In honor of his 80th (June 9), I’ve written about “The Syncopated Stylings of Charles Wuorinen” for NewMusicBox. Tyshawn Sorey contributed an impressive coda.
My wife Sarah Deming did a great editing job. She’s just the best.
Left on the cutting room floor was a long “background” intro. It took some time and clarified my own thinking but clouded matters in the essay.
I really wanted to get Nadia Boulanger’s name in there, mainly because she’s so important, but also because on June 24 I join Miranda Cuckson at Spectrum in performances of violin sonatas by Boulanger students George Walker and Louise Talma. Indeed, the Talma was a tribute to Boulanger for her 75th birthday.
Well, an important rule in writing is, “Kill your children,” and Sarah was right to convince me to, “Get to the point, already!” But, this is the internet, where unedited words can go on to infinity. For those that can’t get enough Iversonian musings about 20th century composition, this is that dead child:
[Ludicrous amount of simplification and generalization begins:] Much of the most familiar concert music lacking improvisation written by American composers contains the echo of ragtime. Scott Joplin is a patron saint of Charles Ives, Conlon Nancarrow, George Gershwin, Aaron Copland, Samuel Barber, and Leonard Bernstein.
Around mid-century that influence was at its peak, going hand and hand with Igor Stravinsky and Nadia Boulanger. Stravinsky found syncopation a natural fit for his cubist phrases, and his “Ebony Concerto” is still the best piece in the conventional European concert idiom written for jazz ensemble. A stunning number of Americans studied with Boulanger, who taught Stravinsky as the greatest modern composer and encouraged Americans to “sound like Americans.” While experimentalists like Henry Cowell were on a different track (where a world music ethos was shaping the rhythmic conception), it remains the exception to the rule to find a valuable conventional American composer working from 1910 to 1950 who didn’t offer a few overt syncopations here and there.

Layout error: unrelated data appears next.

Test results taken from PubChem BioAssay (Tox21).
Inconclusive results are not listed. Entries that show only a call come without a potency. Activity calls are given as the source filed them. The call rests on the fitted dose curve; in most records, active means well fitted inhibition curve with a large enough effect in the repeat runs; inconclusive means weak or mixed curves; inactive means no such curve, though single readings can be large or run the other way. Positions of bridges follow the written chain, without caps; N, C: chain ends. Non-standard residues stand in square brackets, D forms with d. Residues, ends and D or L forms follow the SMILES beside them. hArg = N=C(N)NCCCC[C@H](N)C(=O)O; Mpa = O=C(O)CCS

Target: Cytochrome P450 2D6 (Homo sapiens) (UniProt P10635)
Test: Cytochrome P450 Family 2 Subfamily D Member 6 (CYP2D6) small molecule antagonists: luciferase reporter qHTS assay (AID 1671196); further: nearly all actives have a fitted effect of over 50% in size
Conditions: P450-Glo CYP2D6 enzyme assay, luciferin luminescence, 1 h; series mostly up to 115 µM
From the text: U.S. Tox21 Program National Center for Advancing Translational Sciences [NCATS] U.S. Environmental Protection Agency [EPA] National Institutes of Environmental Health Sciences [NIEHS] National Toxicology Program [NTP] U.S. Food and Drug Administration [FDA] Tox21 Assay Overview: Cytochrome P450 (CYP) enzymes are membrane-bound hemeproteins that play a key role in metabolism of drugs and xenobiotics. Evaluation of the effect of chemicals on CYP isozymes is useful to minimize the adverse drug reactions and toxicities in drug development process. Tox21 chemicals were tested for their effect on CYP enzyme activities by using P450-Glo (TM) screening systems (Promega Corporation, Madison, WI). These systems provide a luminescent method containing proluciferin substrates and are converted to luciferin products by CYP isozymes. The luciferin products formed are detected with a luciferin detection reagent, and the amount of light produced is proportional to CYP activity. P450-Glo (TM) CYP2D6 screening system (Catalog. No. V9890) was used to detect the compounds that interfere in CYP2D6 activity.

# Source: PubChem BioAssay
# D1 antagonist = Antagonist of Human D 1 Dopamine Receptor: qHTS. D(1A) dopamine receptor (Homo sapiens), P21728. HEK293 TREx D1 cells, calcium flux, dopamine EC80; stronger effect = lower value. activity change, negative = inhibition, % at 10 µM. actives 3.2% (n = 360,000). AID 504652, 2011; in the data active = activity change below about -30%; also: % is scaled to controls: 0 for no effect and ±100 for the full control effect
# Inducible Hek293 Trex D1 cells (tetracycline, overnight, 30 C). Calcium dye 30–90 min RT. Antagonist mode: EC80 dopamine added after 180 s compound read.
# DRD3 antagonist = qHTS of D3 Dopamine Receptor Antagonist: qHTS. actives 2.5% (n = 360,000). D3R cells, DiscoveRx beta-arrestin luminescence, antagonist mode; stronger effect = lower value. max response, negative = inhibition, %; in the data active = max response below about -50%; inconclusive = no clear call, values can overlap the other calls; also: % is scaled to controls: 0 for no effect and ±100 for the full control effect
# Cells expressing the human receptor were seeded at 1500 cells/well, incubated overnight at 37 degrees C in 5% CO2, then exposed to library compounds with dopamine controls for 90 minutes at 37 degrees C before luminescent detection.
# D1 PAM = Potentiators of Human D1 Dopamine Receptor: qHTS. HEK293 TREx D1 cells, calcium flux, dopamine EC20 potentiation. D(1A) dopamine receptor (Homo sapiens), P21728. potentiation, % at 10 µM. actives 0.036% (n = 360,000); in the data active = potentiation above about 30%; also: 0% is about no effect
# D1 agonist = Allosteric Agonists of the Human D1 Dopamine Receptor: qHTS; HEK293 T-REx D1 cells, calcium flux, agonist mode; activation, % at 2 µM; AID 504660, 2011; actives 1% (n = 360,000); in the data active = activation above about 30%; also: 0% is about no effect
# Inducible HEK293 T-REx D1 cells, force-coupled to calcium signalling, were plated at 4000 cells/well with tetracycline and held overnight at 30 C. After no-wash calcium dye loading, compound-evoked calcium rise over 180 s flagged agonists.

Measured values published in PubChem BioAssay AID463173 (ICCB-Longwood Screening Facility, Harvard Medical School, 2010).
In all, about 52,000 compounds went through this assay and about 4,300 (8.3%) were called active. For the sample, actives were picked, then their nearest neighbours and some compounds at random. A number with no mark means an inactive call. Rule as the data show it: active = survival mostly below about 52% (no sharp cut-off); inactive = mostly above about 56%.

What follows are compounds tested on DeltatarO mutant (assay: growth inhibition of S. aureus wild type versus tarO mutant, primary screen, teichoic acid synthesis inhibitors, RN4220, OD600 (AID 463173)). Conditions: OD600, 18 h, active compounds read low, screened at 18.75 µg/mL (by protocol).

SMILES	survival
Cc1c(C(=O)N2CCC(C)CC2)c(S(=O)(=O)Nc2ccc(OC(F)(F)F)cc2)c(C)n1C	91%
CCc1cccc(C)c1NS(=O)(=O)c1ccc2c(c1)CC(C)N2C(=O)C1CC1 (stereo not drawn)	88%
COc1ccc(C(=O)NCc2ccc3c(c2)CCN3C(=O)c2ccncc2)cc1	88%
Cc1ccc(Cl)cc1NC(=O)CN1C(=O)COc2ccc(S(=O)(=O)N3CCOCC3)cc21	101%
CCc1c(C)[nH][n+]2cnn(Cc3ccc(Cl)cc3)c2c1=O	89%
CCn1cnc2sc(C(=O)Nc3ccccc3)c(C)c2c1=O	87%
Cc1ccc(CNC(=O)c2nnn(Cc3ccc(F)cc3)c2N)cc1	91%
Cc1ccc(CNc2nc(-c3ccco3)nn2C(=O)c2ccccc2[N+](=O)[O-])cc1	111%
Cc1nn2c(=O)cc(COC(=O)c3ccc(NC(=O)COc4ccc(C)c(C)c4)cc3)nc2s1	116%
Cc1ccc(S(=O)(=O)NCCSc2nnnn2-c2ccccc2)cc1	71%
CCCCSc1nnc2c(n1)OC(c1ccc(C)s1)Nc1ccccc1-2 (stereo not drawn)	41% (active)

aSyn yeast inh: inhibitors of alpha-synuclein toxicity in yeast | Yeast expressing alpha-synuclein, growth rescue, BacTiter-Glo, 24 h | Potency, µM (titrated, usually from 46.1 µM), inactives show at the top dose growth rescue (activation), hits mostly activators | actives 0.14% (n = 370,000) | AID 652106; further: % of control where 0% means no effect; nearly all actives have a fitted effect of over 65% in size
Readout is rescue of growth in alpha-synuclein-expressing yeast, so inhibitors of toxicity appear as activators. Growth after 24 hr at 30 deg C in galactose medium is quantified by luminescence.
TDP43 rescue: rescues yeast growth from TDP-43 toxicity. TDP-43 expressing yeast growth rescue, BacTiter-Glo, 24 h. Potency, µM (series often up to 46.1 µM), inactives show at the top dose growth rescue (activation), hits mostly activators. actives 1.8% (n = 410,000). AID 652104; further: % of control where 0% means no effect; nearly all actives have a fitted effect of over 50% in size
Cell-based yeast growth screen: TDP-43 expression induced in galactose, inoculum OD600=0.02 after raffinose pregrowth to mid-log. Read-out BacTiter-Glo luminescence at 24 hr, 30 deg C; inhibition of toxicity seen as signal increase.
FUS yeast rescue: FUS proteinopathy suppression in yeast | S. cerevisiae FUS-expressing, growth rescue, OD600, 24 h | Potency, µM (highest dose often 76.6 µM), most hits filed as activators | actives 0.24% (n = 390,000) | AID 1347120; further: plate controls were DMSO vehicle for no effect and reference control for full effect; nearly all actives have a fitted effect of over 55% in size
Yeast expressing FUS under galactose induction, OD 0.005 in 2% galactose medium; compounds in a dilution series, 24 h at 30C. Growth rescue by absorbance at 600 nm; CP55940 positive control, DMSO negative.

After World War II, the syncopated flavor fell out of fashion, partly due to the discontinuous high modernism espoused by Milton Babbitt and Elliott Carter. From the other side of the tracks, experimentalists like John Cage and Morton Feldman dispensed with meter entirely. By the mid-1960s, many significant new music premieres lacked a perceptible beat.
That tide quickly turned around with the spread of minimalism in the early 1970s, where not just the meter but the harmonic language was made comparatively obvious. In the wake of starkly opposing forces —including the rise of black experimentalists connected to jazz, like Cecil Taylor and the AACM — hierarchies dissolved, and it has gotten harder to make encompassing and inclusive statements about the state of American formal composition ever since. [Ludicrous amount of simplification and generalization ends.]
I also introduced Elliot Carter as a foil but Sarah explained that was too many non-Wuorinen actors. Again, I concede the point. In case the digressive paragraph is of interest for a certain crowd:
There are varying levels of obscurity. Around the time of my Blue Bamboula immersion, I compiled a playlist of a few different performances of Night Fantasies by Elliott Carter. Night Fantasies is another masterpiece, or at least is said to be, and a slew of the greatest new music pianists have recorded it. However, for my perhaps comparatively slow ears, nothing has ever stuck. I never learned the narrative of Night Fantasies, even with the score in hand. Blue Bamboula was Jerome Kern in comparison.